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4.3: Types of Sources

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    Most published sources fall into one of three types: popular, scholarly, or trade. Popular sources are available at newsstands and are written for a general audience. Scholarly sources are based on original research and written by professors or experts in the field. Articles that appear in scholarly journals or books are published by academic presses and are subject to a peer-review process, which means that other experts in the field evaluate the quality and originality of the research before publishing. Trade journals or magazines are written by and for individuals within a particular field. They might not be peer-reviewed, but they are usually edited.



    New York Times, Newsweek, National Geographic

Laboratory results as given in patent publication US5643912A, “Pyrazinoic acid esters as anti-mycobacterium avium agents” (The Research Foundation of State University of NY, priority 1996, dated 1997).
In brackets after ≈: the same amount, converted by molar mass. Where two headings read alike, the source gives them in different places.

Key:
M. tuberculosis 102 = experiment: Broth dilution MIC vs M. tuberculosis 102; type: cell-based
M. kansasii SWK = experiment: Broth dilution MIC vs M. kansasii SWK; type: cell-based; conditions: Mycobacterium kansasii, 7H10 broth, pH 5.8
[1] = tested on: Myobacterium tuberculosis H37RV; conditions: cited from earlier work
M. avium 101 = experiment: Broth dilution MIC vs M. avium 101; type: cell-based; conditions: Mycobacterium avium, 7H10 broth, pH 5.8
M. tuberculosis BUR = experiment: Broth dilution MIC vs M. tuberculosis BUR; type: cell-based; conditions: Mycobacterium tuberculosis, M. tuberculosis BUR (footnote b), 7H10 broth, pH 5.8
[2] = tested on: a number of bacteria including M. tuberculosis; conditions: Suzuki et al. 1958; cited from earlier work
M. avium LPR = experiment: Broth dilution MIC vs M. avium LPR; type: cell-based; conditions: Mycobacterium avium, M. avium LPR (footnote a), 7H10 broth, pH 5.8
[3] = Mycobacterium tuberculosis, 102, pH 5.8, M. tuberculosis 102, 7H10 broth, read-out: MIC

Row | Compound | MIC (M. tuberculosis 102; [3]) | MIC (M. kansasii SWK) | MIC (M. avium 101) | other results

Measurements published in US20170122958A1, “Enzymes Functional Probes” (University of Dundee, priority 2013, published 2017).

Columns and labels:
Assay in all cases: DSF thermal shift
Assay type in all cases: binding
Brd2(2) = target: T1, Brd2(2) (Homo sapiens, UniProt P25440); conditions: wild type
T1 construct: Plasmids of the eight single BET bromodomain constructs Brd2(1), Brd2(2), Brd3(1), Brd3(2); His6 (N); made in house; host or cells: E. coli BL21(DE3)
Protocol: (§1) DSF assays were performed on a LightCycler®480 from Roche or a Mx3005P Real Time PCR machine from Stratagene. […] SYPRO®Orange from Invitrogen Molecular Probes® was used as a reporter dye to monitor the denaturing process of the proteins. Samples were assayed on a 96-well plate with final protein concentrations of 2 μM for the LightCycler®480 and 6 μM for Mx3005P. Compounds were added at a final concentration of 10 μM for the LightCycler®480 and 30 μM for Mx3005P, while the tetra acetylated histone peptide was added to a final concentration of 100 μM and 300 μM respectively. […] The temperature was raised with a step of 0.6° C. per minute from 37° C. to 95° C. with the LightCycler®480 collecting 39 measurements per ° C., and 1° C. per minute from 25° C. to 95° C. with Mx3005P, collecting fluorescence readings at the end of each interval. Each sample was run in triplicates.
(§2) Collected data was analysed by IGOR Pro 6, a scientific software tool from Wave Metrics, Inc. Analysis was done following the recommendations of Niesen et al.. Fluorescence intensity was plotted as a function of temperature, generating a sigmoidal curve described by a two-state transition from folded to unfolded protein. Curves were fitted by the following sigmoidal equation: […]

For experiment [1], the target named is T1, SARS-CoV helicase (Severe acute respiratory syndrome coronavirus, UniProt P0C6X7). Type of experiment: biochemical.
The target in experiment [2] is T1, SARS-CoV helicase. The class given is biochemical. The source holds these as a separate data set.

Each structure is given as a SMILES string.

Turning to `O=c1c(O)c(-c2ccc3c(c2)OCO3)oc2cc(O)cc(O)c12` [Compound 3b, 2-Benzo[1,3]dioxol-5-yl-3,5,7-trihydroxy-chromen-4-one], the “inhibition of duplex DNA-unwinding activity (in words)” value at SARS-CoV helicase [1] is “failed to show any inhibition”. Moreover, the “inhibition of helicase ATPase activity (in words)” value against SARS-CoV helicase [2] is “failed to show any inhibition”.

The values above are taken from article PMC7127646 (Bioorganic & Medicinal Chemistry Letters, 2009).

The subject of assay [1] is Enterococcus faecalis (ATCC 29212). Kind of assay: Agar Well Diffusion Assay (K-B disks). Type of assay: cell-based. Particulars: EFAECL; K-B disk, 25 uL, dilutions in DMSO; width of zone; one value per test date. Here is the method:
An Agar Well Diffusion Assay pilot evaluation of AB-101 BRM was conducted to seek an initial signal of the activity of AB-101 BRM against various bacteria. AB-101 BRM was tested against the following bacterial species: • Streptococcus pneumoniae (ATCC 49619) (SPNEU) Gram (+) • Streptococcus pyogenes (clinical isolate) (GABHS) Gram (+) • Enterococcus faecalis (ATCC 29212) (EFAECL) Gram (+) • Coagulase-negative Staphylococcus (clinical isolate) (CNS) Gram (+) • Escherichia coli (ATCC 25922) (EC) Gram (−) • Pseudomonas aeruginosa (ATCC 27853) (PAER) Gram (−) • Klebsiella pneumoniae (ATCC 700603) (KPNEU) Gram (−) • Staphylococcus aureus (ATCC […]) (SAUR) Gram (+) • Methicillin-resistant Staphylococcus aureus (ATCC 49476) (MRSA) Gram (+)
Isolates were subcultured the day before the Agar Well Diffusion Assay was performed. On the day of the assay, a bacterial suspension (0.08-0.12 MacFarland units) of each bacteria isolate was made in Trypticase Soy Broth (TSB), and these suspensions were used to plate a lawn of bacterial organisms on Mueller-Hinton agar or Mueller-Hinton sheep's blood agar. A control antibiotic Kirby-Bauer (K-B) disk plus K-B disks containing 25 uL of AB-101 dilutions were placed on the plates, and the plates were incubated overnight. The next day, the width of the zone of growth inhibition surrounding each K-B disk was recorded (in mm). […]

Chemical & Engineering News, Electronic Education Report Author Journalists, staff,

    or freelance Scholars with credentials Staff or contributing


    Publication Process Edited

    Cambridge Opera Journal, Policy Review, Psychiatric Quaterly

    Peer-reviewed (other scholars have “double- checked” the work)


    Structure Varies

    Sometimes broken into sections like literature review, methods, discussion, conclusion, and references


    Support of Argument Confirmed sources Based lengthy on bibliography

    prior research,

    Report on industry trends, new products, or techniques


    To inform, persuade, or entertain

    To advance knowledge in the field

    To inform within one industry

    Scope Often broad Limited to a very narrow

    research question

    Limited to a specific profession or industry

    Audience General public Scholars, students, and


    Members of specific business or industry

    Appearance Glossy photos and


    Plain, sometimes with graphs, tables, maps, or images

    Industry-specific ads

    This page titled 4.3: Types of Sources is shared under a CC BY-NC-SA 4.0 license and was authored, remixed, and/or curated by Frost & Samra et al..

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